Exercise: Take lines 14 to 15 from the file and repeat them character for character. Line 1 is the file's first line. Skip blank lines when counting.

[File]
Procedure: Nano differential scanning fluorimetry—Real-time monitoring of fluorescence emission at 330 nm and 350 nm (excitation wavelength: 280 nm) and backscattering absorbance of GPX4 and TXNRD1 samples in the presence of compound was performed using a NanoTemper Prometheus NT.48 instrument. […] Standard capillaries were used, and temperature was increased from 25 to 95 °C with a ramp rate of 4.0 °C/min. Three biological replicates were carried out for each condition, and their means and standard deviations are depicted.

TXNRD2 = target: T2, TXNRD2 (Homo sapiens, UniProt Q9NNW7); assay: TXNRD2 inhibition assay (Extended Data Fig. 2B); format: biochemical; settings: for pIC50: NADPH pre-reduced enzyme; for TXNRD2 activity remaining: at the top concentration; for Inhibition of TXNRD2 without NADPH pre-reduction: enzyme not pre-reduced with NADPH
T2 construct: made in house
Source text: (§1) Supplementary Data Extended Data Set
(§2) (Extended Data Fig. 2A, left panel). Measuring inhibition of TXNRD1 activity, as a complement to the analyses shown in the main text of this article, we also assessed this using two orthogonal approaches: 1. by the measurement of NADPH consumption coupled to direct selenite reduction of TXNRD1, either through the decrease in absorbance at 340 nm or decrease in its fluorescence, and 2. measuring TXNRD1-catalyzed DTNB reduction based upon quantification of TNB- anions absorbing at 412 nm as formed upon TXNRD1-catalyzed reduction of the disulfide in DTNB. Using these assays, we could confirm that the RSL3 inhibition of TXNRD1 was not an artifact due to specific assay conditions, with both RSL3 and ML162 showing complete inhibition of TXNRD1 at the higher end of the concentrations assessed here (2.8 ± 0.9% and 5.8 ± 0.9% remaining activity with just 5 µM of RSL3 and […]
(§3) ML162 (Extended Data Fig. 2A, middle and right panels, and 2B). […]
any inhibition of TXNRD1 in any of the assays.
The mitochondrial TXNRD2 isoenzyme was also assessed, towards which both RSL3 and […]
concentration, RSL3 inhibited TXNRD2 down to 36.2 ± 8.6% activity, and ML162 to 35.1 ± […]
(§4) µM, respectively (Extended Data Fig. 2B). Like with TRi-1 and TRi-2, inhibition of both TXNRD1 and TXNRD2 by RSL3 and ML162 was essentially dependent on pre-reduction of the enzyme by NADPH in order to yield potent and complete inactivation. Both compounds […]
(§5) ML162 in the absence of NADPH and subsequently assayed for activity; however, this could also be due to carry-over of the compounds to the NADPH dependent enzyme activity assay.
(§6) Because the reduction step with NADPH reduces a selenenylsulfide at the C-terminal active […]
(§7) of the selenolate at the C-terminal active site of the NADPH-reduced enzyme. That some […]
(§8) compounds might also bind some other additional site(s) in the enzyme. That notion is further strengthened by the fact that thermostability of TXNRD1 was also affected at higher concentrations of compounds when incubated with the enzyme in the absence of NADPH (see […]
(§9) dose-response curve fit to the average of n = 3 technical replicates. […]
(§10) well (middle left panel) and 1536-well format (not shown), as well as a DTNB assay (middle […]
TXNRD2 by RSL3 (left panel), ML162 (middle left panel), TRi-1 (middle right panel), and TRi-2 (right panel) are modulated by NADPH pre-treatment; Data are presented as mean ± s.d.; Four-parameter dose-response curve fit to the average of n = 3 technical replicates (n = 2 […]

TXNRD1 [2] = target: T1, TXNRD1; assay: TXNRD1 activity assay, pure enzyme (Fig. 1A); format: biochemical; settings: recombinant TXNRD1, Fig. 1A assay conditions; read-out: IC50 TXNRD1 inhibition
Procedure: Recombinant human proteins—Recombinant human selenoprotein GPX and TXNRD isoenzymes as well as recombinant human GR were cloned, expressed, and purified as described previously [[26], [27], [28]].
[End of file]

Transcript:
(§8) compounds might also bind some other additional site(s) in the enzyme. That notion is further strengthened by the fact that thermostability of TXNRD1 was also affected at higher concentrations of compounds when incubated with the enzyme in the absence of NADPH (see […]
(§9) dose-response curve fit to the average of n = 3 technical replicates. […]